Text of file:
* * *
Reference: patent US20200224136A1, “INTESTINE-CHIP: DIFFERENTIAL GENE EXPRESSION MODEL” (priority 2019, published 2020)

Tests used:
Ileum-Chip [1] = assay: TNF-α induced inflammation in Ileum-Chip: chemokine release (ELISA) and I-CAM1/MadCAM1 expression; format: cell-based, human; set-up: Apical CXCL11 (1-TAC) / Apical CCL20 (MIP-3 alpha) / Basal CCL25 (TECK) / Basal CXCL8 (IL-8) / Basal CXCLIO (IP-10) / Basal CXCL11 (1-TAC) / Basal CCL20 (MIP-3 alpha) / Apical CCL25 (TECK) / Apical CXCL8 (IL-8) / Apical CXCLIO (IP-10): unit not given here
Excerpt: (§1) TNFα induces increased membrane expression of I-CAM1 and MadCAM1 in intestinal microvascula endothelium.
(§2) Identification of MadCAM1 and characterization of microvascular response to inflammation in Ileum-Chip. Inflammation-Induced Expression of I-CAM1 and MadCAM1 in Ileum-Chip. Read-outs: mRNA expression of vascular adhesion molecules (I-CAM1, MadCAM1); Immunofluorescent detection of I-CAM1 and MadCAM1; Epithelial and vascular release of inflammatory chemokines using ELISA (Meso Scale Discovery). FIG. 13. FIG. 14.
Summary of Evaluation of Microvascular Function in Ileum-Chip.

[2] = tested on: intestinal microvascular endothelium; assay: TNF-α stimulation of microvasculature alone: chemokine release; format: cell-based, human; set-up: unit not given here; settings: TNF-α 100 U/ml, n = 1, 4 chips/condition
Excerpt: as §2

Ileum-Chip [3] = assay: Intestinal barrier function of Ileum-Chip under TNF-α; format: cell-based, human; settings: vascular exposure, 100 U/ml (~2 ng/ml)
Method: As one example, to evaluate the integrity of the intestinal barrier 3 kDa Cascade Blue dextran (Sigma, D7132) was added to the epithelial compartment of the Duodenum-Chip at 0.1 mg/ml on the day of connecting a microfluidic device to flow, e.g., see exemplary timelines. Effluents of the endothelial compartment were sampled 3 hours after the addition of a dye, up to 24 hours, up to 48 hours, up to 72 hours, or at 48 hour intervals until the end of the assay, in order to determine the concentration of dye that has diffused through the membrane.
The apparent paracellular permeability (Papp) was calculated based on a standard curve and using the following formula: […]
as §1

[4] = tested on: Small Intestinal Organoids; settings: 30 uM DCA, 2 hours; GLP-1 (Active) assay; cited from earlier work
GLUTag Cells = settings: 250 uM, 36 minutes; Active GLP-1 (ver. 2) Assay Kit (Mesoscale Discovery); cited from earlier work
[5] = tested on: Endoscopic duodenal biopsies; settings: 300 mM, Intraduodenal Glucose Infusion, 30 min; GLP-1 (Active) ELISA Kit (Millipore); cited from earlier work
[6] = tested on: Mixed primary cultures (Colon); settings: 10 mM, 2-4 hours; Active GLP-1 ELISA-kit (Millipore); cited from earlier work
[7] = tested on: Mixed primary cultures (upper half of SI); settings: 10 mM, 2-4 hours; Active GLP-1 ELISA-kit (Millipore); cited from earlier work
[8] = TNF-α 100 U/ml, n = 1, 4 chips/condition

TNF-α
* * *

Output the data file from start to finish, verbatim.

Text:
Reference: patent US20200224136A1, “INTESTINE-CHIP: DIFFERENTIAL GENE EXPRESSION MODEL” (priority 2019, published 2020)

Tests used:
Ileum-Chip [1] = assay: TNF-α induced inflammation in Ileum-Chip: chemokine release (ELISA) and I-CAM1/MadCAM1 expression; format: cell-based, human; set-up: Apical CXCL11 (1-TAC) / Apical CCL20 (MIP-3 alpha) / Basal CCL25 (TECK) / Basal CXCL8 (IL-8) / Basal CXCLIO (IP-10) / Basal CXCL11 (1-TAC) / Basal CCL20 (MIP-3 alpha) / Apical CCL25 (TECK) / Apical CXCL8 (IL-8) / Apical CXCLIO (IP-10): unit not given here
Excerpt: (§1) TNFα induces increased membrane expression of I-CAM1 and MadCAM1 in intestinal microvascula endothelium.
(§2) Identification of MadCAM1 and characterization of microvascular response to inflammation in Ileum-Chip. Inflammation-Induced Expression of I-CAM1 and MadCAM1 in Ileum-Chip. Read-outs: mRNA expression of vascular adhesion molecules (I-CAM1, MadCAM1); Immunofluorescent detection of I-CAM1 and MadCAM1; Epithelial and vascular release of inflammatory chemokines using ELISA (Meso Scale Discovery). FIG. 13. FIG. 14.
Summary of Evaluation of Microvascular Function in Ileum-Chip.

[2] = tested on: intestinal microvascular endothelium; assay: TNF-α stimulation of microvasculature alone: chemokine release; format: cell-based, human; set-up: unit not given here; settings: TNF-α 100 U/ml, n = 1, 4 chips/condition
Excerpt: as §2

Ileum-Chip [3] = assay: Intestinal barrier function of Ileum-Chip under TNF-α; format: cell-based, human; settings: vascular exposure, 100 U/ml (~2 ng/ml)
Method: As one example, to evaluate the integrity of the intestinal barrier 3 kDa Cascade Blue dextran (Sigma, D7132) was added to the epithelial compartment of the Duodenum-Chip at 0.1 mg/ml on the day of connecting a microfluidic device to flow, e.g., see exemplary timelines. Effluents of the endothelial compartment were sampled 3 hours after the addition of a dye, up to 24 hours, up to 48 hours, up to 72 hours, or at 48 hour intervals until the end of the assay, in order to determine the concentration of dye that has diffused through the membrane.
The apparent paracellular permeability (Papp) was calculated based on a standard curve and using the following formula: […]
as §1

[4] = tested on: Small Intestinal Organoids; settings: 30 uM DCA, 2 hours; GLP-1 (Active) assay; cited from earlier work
GLUTag Cells = settings: 250 uM, 36 minutes; Active GLP-1 (ver. 2) Assay Kit (Mesoscale Discovery); cited from earlier work
[5] = tested on: Endoscopic duodenal biopsies; settings: 300 mM, Intraduodenal Glucose Infusion, 30 min; GLP-1 (Active) ELISA Kit (Millipore); cited from earlier work
[6] = tested on: Mixed primary cultures (Colon); settings: 10 mM, 2-4 hours; Active GLP-1 ELISA-kit (Millipore); cited from earlier work
[7] = tested on: Mixed primary cultures (upper half of SI); settings: 10 mM, 2-4 hours; Active GLP-1 ELISA-kit (Millipore); cited from earlier work
[8] = TNF-α 100 U/ml, n = 1, 4 chips/condition

TNF-α